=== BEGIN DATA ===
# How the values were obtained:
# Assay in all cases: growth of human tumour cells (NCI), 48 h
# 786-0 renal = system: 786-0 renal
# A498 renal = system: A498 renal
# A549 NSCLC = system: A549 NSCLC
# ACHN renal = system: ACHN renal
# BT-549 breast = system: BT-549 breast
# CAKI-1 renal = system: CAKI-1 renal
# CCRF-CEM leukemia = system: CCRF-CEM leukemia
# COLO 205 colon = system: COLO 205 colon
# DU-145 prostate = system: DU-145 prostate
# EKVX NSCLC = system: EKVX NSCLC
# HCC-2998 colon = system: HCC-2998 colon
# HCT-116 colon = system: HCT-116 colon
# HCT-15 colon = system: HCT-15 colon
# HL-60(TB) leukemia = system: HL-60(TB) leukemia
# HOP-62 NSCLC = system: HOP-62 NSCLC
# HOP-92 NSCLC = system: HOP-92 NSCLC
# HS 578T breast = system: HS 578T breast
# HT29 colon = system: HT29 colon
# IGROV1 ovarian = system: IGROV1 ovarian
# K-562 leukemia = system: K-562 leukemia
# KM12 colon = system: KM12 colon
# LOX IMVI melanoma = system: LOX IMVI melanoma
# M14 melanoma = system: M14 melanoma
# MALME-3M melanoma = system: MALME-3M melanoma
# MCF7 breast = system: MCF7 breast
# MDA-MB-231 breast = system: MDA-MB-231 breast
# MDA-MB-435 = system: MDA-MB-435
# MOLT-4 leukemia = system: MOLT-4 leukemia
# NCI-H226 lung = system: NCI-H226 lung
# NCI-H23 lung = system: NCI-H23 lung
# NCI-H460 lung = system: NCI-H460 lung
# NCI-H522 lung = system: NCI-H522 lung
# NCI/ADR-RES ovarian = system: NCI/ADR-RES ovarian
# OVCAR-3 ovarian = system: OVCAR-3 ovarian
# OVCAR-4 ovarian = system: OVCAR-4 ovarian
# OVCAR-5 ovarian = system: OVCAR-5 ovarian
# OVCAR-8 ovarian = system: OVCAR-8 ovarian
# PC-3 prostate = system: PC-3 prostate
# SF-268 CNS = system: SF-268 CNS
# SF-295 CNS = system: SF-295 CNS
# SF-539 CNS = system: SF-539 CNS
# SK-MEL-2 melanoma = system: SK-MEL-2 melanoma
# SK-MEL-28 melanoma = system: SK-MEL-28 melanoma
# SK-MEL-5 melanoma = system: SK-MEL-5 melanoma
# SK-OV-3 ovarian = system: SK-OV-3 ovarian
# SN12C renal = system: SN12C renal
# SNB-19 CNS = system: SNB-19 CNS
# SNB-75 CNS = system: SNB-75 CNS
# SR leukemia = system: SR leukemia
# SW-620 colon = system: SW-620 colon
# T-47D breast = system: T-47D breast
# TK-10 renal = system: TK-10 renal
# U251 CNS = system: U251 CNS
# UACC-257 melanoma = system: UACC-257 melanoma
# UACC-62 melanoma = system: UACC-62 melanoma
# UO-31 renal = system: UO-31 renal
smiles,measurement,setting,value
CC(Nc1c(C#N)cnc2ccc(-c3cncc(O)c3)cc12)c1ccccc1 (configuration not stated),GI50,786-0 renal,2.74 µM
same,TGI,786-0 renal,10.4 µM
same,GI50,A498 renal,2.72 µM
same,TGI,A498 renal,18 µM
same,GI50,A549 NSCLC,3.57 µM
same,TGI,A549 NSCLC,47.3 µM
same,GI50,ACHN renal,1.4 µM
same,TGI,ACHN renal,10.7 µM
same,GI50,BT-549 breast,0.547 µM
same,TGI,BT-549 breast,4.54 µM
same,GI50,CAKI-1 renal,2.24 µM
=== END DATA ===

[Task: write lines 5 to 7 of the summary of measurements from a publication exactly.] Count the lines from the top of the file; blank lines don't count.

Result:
# A549 NSCLC = system: A549 NSCLC
# ACHN renal = system: ACHN renal
# BT-549 breast = system: BT-549 breast